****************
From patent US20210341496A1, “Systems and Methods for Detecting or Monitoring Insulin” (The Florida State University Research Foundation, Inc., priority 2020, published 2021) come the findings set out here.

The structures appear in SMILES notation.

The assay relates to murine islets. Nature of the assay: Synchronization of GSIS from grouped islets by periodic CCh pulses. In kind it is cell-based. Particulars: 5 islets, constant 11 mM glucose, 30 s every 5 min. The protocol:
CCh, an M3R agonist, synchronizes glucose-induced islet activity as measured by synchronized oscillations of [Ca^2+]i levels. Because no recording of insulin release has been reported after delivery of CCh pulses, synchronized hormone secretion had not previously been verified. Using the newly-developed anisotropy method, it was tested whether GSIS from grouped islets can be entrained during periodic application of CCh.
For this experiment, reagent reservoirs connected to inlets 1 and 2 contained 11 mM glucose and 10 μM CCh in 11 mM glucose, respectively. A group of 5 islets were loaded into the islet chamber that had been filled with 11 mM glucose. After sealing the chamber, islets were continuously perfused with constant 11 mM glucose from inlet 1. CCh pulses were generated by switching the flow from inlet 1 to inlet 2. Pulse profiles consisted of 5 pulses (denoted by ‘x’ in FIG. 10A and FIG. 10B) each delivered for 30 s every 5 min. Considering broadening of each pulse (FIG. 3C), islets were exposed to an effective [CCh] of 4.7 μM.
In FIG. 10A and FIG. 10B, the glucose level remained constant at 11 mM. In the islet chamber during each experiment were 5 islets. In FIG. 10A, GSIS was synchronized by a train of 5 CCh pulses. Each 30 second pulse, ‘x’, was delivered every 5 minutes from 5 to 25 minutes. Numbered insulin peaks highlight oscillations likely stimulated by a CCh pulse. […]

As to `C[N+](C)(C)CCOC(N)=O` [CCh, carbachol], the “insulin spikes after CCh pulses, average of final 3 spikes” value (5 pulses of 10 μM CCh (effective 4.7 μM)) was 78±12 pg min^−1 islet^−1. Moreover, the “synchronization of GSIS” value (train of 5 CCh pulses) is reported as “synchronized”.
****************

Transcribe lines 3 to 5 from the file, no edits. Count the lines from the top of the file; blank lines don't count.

The assay relates to murine islets. Nature of the assay: Synchronization of GSIS from grouped islets by periodic CCh pulses. In kind it is cell-based. Particulars: 5 islets, constant 11 mM glucose, 30 s every 5 min. The protocol:
CCh, an M3R agonist, synchronizes glucose-induced islet activity as measured by synchronized oscillations of [Ca^2+]i levels. Because no recording of insulin release has been reported after delivery of CCh pulses, synchronized hormone secretion had not previously been verified. Using the newly-developed anisotropy method, it was tested whether GSIS from grouped islets can be entrained during periodic application of CCh.
For this experiment, reagent reservoirs connected to inlets 1 and 2 contained 11 mM glucose and 10 μM CCh in 11 mM glucose, respectively. A group of 5 islets were loaded into the islet chamber that had been filled with 11 mM glucose. After sealing the chamber, islets were continuously perfused with constant 11 mM glucose from inlet 1. CCh pulses were generated by switching the flow from inlet 1 to inlet 2. Pulse profiles consisted of 5 pulses (denoted by ‘x’ in FIG. 10A and FIG. 10B) each delivered for 30 s every 5 min. Considering broadening of each pulse (FIG. 3C), islets were exposed to an effective [CCh] of 4.7 μM.